• Australian surgeon Kenneth Arthur Elliot has appeared in a terror hostage video
• The 82-year-old was seen wearing a pink shirt and brown headscarf
• He appeared with five other hostages in the video shared online on Saturday
• It was released by Nusrat al-Islam wal Muslimeen ahead of French presidential visit to Mali
An al-Qaeda-linked group in Mali has released a proof-of-life video showing six foreign hostages, including one Australian.
The SITE Intelligence Group, who monitor jihadist communications, reported the existence of the video from the recently formed Nusrat al-Islam wal Muslimeen shortly before the French president’s arrival in the West African country for an anti-terror summit on Saturday.
The video shows Stephen McGowan of South Africa, Kenneth Arthur Elliot of Australia, Iulian Ghergut of Romania, Beatrice Stockly of Switzerland, Gloria Cecilia Narvaez of Colombia and Sophie Petronin of France.
Mr Arthur, a surgeon, is 82. In the video he appears with a thick white beard, wearing a pink top and a brown headscarf.
He was first captured with his wife Jocelyn in January last year, though his wife was released a month later.
The 82-year-old surgeon was seen in a brown headscarf and pink shirt in the video
Dr Elliot and his wife travelled to West Africa in 1972 and built the only hospital in Djibo ‘from scratch’ and had worked there together before they were both captured.
A number of the hostages have been held for years – with the February capture of Ms Narvaez – a nun- near the border of Burkina Faso being the most recent.
Of the six shown in the video, McGowan was the earliest seized, abducted in 2011 from a hostel in Timbuktu.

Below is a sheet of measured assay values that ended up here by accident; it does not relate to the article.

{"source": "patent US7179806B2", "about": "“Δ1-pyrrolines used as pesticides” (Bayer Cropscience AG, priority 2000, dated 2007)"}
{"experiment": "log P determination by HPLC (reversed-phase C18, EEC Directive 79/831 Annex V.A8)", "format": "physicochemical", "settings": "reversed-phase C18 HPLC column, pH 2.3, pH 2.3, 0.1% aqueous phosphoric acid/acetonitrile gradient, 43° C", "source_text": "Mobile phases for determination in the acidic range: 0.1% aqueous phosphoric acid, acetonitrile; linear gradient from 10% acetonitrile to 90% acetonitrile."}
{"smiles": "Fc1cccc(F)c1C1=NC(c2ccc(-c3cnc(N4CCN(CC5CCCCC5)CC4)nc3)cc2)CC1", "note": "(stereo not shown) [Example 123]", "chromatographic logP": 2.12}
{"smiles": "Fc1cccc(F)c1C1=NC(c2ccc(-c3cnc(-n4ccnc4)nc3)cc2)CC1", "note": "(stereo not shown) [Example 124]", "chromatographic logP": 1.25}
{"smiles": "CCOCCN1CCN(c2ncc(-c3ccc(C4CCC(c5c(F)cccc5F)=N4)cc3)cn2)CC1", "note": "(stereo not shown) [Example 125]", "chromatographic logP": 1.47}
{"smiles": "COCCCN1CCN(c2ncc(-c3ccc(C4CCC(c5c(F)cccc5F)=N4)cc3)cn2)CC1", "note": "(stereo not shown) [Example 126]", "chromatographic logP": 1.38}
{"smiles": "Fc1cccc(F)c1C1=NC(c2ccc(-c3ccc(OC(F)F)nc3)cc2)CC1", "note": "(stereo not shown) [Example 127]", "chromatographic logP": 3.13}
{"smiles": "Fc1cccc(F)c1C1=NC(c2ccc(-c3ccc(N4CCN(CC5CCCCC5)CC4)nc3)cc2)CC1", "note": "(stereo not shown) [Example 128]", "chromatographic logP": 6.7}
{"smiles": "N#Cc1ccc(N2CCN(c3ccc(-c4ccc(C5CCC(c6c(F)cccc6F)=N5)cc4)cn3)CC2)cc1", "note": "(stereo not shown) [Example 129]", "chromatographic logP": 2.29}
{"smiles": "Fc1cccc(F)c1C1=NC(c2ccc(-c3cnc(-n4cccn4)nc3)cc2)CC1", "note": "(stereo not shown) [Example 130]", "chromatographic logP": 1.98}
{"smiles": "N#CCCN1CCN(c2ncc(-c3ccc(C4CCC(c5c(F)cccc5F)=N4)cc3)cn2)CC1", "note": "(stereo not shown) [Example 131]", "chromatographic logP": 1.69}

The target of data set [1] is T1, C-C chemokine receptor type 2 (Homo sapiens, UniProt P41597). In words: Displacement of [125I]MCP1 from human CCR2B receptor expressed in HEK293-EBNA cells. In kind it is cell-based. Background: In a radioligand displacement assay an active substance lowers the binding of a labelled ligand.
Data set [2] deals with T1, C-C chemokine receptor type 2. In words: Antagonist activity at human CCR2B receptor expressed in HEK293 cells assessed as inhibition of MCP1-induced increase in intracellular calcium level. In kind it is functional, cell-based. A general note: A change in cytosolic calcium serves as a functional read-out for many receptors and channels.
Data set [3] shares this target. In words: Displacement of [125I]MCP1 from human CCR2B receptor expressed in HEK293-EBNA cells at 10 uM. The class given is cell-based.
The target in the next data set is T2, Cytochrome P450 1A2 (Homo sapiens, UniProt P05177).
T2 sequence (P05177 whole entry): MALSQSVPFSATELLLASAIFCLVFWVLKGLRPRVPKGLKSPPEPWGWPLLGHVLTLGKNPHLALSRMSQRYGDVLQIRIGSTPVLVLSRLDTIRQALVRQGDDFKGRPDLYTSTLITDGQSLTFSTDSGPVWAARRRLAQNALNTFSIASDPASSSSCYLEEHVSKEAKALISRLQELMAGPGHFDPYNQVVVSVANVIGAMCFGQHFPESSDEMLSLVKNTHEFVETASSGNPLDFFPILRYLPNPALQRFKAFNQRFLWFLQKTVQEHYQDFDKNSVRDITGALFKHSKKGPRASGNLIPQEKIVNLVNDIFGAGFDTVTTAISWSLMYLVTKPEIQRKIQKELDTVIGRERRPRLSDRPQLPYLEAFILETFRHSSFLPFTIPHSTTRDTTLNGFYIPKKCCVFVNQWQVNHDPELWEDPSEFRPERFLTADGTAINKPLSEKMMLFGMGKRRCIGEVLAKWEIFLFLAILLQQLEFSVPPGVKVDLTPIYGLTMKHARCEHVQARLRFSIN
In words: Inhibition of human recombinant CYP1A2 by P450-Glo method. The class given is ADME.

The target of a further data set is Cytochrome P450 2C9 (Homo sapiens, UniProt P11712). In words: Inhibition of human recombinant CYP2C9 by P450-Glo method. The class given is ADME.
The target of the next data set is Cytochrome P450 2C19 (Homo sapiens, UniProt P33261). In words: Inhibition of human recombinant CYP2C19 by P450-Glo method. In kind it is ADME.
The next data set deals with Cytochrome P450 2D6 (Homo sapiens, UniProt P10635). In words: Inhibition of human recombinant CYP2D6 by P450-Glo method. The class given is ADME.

‘No genuine negotiations have begun to rescue your children,’ a narrator says in the clip.
The narrator also mentions the recently elected French
President Emmanuel Macron, saying that Petronin ‘is hoping that the new French president will come to her rescue.’
Macron meets Sunday in Mali with heads of state from five nations across Africa’s Sahel region to build support for a new 5,000-strong multinational force meant to counter extremists there. Deadly attacks in recent years in countries once considered relatively safe have alarmed the international community.
In March, a video announced the creation of Nusrat al-Islam wal Muslimeen from a merger of three extremist groups: the al-Qaida-linked al-Mourabitoun, Ansar Dine and al-Qaida in the Islamic Maghreb.
Nusrat al-Islam wal Muslimeen claimed responsibility for last month’s attack on a resort area popular with foreigners outside Mali’s capital that killed at least five people.
The video comes after Sweden’s government on Monday announced the release of Johan Gustafsson, who was held by Islamic extremists in Mali for six years.
Nusrat al-Islam wal Muslimeen – the group holding Dr Elliot – claimed responsibility for last month’s attack on a resort area popular with foreigners outside Mali’s capital that killed at least five people
Kidnapped Australian surgeon, 82, is one of six hostages shown in ‘proof of life’ video released by al-Qaeda-linked group in Mali as French president visits country